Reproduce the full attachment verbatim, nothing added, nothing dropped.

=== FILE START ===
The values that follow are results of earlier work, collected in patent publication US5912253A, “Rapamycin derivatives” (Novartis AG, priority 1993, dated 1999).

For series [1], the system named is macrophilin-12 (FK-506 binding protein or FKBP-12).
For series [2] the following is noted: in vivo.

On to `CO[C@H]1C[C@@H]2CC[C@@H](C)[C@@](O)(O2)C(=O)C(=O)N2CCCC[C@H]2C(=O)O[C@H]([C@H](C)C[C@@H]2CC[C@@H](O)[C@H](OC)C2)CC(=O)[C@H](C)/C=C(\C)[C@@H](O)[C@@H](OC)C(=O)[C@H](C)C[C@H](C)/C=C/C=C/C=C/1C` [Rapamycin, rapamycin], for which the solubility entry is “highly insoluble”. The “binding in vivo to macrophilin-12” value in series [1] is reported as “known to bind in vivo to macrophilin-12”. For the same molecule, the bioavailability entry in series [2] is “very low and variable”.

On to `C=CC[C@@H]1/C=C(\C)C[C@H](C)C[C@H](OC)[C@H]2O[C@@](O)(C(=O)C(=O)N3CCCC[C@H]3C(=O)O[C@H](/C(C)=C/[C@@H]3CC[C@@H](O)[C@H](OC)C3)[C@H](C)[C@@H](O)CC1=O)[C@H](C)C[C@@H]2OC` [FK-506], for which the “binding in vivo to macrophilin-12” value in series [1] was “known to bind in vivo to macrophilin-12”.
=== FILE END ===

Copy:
The values that follow are results of earlier work, collected in patent publication US5912253A, “Rapamycin derivatives” (Novartis AG, priority 1993, dated 1999).

For series [1], the system named is macrophilin-12 (FK-506 binding protein or FKBP-12).
For series [2] the following is noted: in vivo.

On to `CO[C@H]1C[C@@H]2CC[C@@H](C)[C@@](O)(O2)C(=O)C(=O)N2CCCC[C@H]2C(=O)O[C@H]([C@H](C)C[C@@H]2CC[C@@H](O)[C@H](OC)C2)CC(=O)[C@H](C)/C=C(\C)[C@@H](O)[C@@H](OC)C(=O)[C@H](C)C[C@H](C)/C=C/C=C/C=C/1C` [Rapamycin, rapamycin], for which the solubility entry is “highly insoluble”. The “binding in vivo to macrophilin-12” value in series [1] is reported as “known to bind in vivo to macrophilin-12”. For the same molecule, the bioavailability entry in series [2] is “very low and variable”.

On to `C=CC[C@@H]1/C=C(\C)C[C@H](C)C[C@H](OC)[C@H]2O[C@@](O)(C(=O)C(=O)N3CCCC[C@H]3C(=O)O[C@H](/C(C)=C/[C@@H]3CC[C@@H](O)[C@H](OC)C3)[C@H](C)[C@@H](O)CC1=O)[C@H](C)C[C@@H]2OC` [FK-506], for which the “binding in vivo to macrophilin-12” value in series [1] was “known to bind in vivo to macrophilin-12”.